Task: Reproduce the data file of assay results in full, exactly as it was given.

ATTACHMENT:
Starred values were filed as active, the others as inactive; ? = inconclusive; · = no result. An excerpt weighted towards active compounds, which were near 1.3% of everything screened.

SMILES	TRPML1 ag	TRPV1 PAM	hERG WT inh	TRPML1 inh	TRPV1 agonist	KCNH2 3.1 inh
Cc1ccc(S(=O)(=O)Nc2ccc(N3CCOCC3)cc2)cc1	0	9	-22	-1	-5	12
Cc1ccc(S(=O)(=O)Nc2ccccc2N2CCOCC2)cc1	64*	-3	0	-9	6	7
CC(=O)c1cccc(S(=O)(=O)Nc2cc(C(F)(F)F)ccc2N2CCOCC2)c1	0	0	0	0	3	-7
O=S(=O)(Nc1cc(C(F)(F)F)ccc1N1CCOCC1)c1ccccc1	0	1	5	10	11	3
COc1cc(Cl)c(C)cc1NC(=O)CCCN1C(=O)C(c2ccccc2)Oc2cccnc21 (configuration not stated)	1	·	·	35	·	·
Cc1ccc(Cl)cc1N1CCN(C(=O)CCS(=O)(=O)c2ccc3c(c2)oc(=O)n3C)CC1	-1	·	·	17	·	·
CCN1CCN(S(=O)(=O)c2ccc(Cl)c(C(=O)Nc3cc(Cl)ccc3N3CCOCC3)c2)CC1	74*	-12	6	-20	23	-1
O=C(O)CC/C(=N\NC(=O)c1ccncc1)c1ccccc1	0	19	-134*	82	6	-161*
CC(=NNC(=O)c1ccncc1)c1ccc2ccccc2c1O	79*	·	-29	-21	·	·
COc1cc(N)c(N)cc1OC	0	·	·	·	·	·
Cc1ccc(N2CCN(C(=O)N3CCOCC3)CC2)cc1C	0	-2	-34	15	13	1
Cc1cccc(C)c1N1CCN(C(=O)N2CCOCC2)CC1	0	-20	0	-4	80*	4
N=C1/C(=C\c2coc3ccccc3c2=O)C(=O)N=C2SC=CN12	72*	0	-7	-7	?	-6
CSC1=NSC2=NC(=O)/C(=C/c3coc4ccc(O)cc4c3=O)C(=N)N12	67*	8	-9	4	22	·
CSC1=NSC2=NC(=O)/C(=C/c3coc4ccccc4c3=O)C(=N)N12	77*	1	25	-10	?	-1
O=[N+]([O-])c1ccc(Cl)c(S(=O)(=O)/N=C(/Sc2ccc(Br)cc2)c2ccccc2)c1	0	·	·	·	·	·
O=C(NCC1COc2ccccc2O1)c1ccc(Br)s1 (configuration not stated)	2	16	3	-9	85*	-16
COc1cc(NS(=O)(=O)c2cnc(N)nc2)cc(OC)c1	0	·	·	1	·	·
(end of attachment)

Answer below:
Starred values were filed as active, the others as inactive; ? = inconclusive; · = no result. An excerpt weighted towards active compounds, which were near 1.3% of everything screened.

SMILES	TRPML1 ag	TRPV1 PAM	hERG WT inh	TRPML1 inh	TRPV1 agonist	KCNH2 3.1 inh
Cc1ccc(S(=O)(=O)Nc2ccc(N3CCOCC3)cc2)cc1	0	9	-22	-1	-5	12
Cc1ccc(S(=O)(=O)Nc2ccccc2N2CCOCC2)cc1	64*	-3	0	-9	6	7
CC(=O)c1cccc(S(=O)(=O)Nc2cc(C(F)(F)F)ccc2N2CCOCC2)c1	0	0	0	0	3	-7
O=S(=O)(Nc1cc(C(F)(F)F)ccc1N1CCOCC1)c1ccccc1	0	1	5	10	11	3
COc1cc(Cl)c(C)cc1NC(=O)CCCN1C(=O)C(c2ccccc2)Oc2cccnc21 (configuration not stated)	1	·	·	35	·	·
Cc1ccc(Cl)cc1N1CCN(C(=O)CCS(=O)(=O)c2ccc3c(c2)oc(=O)n3C)CC1	-1	·	·	17	·	·
CCN1CCN(S(=O)(=O)c2ccc(Cl)c(C(=O)Nc3cc(Cl)ccc3N3CCOCC3)c2)CC1	74*	-12	6	-20	23	-1
O=C(O)CC/C(=N\NC(=O)c1ccncc1)c1ccccc1	0	19	-134*	82	6	-161*
CC(=NNC(=O)c1ccncc1)c1ccc2ccccc2c1O	79*	·	-29	-21	·	·
COc1cc(N)c(N)cc1OC	0	·	·	·	·	·
Cc1ccc(N2CCN(C(=O)N3CCOCC3)CC2)cc1C	0	-2	-34	15	13	1
Cc1cccc(C)c1N1CCN(C(=O)N2CCOCC2)CC1	0	-20	0	-4	80*	4
N=C1/C(=C\c2coc3ccccc3c2=O)C(=O)N=C2SC=CN12	72*	0	-7	-7	?	-6
CSC1=NSC2=NC(=O)/C(=C/c3coc4ccc(O)cc4c3=O)C(=N)N12	67*	8	-9	4	22	·
CSC1=NSC2=NC(=O)/C(=C/c3coc4ccccc4c3=O)C(=N)N12	77*	1	25	-10	?	-1
O=[N+]([O-])c1ccc(Cl)c(S(=O)(=O)/N=C(/Sc2ccc(Br)cc2)c2ccccc2)c1	0	·	·	·	·	·
O=C(NCC1COc2ccccc2O1)c1ccc(Br)s1 (configuration not stated)	2	16	3	-9	85*	-16
COc1cc(NS(=O)(=O)c2cnc(N)nc2)cc(OC)c1	0	·	·	1	·	·